In order to provide a basis for the diagnosis of a disorder associated with expression of GAPIP, a normal or standard profile for expression is established. This may be accomplished by combining body fluids or cell extracts taken from normal subjects, either animal or human, with a sequence, or a fragment thereof, encoding GAPIP, under conditions suitable for hybridization or amplification. Standard hybridization may be quantified by comparing the values obtained from normal subjects with values from an experiment in which a known amount of a substantially purified polynucleotide is used. Standard values obtained in this manner may be compared with values obtained from samples from patients who are symptomatic for a disorder. Deviation from standard values is used to establish the presence of a disorder.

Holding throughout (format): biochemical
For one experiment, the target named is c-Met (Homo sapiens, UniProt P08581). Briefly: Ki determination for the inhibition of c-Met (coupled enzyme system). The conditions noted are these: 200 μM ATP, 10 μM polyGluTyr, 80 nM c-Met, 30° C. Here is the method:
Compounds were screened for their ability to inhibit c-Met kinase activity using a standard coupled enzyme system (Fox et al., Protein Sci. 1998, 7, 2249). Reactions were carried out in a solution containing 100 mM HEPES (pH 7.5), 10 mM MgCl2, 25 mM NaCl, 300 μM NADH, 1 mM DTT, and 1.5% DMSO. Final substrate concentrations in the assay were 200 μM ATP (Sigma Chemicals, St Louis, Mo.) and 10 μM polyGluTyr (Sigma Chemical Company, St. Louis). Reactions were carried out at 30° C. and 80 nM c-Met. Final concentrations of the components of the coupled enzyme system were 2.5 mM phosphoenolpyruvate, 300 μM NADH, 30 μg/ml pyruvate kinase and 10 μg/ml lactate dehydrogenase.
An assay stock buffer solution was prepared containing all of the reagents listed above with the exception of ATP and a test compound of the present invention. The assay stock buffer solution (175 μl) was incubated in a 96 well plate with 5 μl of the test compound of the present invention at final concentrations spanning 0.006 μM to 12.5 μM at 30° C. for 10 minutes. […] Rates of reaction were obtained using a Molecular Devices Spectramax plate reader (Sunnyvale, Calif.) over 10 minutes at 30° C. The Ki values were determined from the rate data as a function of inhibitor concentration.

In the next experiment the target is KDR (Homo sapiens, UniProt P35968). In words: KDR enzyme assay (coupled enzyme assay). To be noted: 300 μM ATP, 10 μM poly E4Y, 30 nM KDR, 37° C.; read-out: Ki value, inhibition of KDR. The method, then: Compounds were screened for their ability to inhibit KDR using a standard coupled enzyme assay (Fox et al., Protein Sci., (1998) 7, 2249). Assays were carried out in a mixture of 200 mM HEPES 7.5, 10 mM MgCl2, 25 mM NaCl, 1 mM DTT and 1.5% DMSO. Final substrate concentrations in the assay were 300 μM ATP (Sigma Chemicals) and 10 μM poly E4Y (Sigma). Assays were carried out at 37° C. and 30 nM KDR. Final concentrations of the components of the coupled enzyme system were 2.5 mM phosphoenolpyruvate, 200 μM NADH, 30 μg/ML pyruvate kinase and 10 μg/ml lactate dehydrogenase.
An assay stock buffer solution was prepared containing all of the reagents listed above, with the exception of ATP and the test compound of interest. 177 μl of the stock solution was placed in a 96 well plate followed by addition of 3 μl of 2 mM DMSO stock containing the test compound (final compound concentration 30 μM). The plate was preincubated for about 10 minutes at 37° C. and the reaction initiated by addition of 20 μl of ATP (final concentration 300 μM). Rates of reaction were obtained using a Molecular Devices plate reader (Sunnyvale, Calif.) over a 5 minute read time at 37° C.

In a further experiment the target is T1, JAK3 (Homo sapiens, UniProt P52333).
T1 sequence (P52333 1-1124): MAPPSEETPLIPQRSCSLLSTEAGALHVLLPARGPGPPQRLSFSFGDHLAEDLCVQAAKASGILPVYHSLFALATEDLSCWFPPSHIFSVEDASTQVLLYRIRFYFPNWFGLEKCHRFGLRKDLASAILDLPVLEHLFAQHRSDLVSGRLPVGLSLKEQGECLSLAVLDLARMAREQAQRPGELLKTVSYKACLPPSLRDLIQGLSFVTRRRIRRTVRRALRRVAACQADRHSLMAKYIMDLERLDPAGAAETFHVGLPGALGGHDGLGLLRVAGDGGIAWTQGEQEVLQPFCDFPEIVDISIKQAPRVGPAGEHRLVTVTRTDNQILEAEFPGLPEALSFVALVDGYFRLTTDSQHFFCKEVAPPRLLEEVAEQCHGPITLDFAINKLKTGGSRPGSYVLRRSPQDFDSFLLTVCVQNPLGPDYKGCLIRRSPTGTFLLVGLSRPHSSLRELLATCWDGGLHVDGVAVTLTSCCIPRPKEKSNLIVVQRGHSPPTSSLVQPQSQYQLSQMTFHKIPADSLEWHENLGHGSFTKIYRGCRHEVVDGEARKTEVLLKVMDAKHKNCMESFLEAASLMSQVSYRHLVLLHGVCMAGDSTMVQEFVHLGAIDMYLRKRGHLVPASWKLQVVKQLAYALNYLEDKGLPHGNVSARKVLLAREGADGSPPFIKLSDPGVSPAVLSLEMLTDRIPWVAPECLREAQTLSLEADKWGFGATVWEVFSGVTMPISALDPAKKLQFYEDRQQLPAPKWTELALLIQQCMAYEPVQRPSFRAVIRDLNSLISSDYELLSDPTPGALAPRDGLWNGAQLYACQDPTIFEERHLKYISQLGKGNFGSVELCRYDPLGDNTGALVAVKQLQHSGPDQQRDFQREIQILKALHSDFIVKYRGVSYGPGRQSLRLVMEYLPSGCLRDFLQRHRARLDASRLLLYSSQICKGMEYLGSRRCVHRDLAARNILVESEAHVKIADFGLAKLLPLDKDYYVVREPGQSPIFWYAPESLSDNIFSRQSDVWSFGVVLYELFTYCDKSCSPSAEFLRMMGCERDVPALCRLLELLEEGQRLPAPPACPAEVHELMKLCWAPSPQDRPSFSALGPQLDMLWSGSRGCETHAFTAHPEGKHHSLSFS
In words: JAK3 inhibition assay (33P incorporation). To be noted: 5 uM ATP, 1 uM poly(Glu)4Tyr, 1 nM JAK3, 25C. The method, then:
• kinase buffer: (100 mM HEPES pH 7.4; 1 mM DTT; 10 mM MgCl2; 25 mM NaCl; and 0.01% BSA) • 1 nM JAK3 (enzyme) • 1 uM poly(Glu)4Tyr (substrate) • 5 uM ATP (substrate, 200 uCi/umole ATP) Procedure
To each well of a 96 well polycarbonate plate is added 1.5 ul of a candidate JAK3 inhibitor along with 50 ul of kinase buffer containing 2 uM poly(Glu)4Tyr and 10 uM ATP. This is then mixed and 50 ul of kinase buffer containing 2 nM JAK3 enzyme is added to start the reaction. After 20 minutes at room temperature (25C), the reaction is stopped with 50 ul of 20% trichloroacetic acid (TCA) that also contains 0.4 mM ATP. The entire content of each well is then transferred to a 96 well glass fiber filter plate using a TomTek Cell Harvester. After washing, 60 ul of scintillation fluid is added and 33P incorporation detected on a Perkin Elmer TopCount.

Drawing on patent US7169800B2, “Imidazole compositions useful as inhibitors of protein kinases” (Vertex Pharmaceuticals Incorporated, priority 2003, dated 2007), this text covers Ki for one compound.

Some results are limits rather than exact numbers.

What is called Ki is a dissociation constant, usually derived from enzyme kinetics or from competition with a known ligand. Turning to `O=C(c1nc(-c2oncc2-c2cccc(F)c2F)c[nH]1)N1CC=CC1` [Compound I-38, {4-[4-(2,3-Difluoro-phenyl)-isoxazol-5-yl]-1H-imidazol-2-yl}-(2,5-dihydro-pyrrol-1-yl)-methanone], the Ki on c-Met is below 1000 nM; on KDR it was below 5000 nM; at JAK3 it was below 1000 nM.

Once the presence of a disorder is established and a treatment protocol is initiated, hybridization assays may be repeated on a regular basis to determine if the level of expression in the patient begins to approximate that which is observed in the normal subject. The results obtained from successive assays may be used to show the efficacy of treatment over a period ranging from several days to months.
With respect to cancer, the presence of a relatively high amount of transcript in biopsied tissue from an individual may indicate a predisposition for the development of the disease, or may provide a means for detecting the disease prior to the appearance of actual clinical symptoms. A more definitive diagnosis of this type may allow health professionals to employ preventative measures or aggressive treatment earlier thereby preventing the development or further progression of the cancer.